Although the Custom Integrated Circuits Conference is marking its 25th anniversary Sept. 21 through Sept. 24 at the Doubletree Hotel in San Jose, the show isn't resting on its laurels. Instead, its educational and technical sessions and exhibits will examine emerging technologies.
As in the past, the conference will kick off with four full-day educational sessions on Sunday, Sept. 21. One session will focus on advanced RF, covering devices through systems, while another will look at advanced data converter design techniques. The third will delve into high-performance and low-voltage design challenges and techniques, while the fourth and final session will be a hands-on event for SoC/mixed-signal/RF design, verification, and testing.
Robert Lucky, an IEEE fellow who did much of the groundbreaking work on adaptive equalization at AT&T Bell Laboratories, will open the program with his keynote address, "Technology in the Midst of the Telecom Turmoil." This talk will survey the current landscape from the point of view of a technologist hoping to see a new world emerge with plentiful and cheap bandwidth, mobile and ubiquitous access, freely exchanged information, and well supported research.
On Tuesday evening, two panel discussions will debate "Outsourcing: From Fabrication to Packaging and Now Design. Will the U.S. Semiconductor Industry Survive Overseas Outsourcing?" and "Are Analog Device Models Really That Bad, or Are They Just a Convenient Excuse?" A third panel will examine "Technology: Falling Short of Product Developer Needs?" All three should provide some interesting perspectives.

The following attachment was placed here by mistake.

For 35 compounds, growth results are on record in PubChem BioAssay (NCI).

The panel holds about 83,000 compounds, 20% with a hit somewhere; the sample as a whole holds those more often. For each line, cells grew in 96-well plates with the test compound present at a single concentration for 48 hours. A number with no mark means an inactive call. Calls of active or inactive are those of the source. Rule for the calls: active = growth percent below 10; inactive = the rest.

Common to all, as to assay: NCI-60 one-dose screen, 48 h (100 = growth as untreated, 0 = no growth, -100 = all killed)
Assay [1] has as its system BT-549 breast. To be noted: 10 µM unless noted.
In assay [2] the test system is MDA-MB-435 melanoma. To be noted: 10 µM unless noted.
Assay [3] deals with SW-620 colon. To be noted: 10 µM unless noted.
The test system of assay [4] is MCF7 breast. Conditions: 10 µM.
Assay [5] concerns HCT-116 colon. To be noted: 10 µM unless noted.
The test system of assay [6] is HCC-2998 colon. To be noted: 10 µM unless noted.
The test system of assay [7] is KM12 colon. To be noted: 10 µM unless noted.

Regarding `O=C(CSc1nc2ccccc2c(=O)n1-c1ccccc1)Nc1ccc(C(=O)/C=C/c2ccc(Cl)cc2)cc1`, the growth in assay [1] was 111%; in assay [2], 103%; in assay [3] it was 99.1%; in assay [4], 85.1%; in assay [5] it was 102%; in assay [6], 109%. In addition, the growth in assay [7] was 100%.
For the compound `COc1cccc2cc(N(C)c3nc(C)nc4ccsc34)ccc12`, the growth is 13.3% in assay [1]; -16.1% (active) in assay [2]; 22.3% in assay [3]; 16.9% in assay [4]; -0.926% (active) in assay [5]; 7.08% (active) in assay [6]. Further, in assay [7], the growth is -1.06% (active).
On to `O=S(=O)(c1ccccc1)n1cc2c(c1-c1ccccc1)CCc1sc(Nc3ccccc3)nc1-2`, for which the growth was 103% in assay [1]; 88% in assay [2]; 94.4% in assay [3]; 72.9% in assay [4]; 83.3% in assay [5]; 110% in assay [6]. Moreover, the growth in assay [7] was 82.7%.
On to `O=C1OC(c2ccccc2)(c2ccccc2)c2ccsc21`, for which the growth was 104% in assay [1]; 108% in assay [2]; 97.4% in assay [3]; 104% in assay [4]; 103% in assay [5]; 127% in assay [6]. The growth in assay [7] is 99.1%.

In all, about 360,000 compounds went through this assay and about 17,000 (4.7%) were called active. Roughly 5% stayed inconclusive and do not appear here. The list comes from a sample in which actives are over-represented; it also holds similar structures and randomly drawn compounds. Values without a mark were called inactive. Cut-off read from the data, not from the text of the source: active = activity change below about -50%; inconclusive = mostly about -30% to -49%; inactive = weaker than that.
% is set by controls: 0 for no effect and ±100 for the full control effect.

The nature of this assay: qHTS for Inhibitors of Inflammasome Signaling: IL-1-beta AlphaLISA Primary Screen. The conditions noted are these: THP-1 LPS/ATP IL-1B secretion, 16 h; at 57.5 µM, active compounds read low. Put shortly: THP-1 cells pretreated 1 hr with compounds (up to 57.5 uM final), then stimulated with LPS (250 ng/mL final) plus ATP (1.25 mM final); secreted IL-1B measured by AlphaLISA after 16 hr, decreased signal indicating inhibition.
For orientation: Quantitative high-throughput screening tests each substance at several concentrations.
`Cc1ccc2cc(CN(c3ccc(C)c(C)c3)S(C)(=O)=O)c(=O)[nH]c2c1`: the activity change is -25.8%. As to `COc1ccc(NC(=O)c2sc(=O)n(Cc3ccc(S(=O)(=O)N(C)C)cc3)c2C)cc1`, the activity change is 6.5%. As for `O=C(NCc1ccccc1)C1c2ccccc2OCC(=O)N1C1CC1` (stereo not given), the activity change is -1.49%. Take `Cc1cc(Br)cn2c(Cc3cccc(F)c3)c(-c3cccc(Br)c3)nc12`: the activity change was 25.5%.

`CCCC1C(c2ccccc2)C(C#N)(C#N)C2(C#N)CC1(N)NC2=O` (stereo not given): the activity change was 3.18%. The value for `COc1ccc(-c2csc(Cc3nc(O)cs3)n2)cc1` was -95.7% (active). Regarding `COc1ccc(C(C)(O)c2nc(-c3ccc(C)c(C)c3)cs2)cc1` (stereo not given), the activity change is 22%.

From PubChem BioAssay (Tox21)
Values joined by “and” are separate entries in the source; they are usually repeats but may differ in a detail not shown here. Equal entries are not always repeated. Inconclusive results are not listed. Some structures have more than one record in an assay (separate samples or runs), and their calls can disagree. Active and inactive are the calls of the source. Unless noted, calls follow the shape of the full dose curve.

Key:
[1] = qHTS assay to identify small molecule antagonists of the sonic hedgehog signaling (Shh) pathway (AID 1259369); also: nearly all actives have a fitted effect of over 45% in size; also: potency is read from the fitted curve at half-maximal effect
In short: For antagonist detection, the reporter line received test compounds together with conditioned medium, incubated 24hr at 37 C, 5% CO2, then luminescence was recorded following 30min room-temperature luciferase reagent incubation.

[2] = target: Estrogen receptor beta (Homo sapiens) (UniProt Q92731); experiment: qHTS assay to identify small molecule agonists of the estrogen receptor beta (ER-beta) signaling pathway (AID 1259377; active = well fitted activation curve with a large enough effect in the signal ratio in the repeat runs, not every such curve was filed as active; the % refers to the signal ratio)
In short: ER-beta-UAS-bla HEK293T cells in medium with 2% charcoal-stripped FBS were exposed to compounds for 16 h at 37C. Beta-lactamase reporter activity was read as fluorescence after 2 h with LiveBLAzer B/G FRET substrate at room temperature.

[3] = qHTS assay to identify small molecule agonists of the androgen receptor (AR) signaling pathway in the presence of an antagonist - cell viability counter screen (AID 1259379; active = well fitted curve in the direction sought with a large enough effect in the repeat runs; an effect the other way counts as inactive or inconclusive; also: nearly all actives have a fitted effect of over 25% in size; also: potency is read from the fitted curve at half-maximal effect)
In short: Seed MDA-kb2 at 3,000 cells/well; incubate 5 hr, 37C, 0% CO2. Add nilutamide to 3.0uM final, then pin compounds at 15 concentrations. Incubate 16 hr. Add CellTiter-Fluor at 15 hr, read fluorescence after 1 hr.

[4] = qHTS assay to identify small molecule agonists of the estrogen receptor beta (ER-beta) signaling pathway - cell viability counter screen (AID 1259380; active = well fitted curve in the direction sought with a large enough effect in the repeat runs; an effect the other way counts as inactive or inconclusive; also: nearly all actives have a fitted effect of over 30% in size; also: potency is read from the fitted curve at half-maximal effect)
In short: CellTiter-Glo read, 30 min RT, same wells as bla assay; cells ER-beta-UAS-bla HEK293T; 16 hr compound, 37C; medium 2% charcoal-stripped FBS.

A number of the technical sessions will cover analog and mixed-signal topics like analog filters, data converters, analog techniques, and noise modeling. Sessions targeting communications and RF technology will include Modeling RF Design; Next-generation RF Technologies; Transmitters and Receivers for Wireless Systems; Interconnect Schemes for Multi-GHz RF; RF and Microwave Local Oscillator Techniques; Broadband Wired Communications Systems; DSP for Communications; Building Blocks for Broadband Communications; and Application-Specific Signal Processors.
Digital system design also will be well represented with sessions covering many aspects of digital systems: Emerging Memory Circuits and Technology; SoC Design Methodology; SoC Design Challenges and Tradeoffs; Programmable Logic; Timing Recovery; Low-Power Circuits and Techniques; Nanodevices and Other Alternatives to CMOS Scaling; Directions in Process Integration; and Custom Design and Application.
Additional sessions in the technical program will examine bioelectronic systems as well as some of the challenges of testing chips in the 90-nm era.
For the full program, go to www.ieee-cicc.org.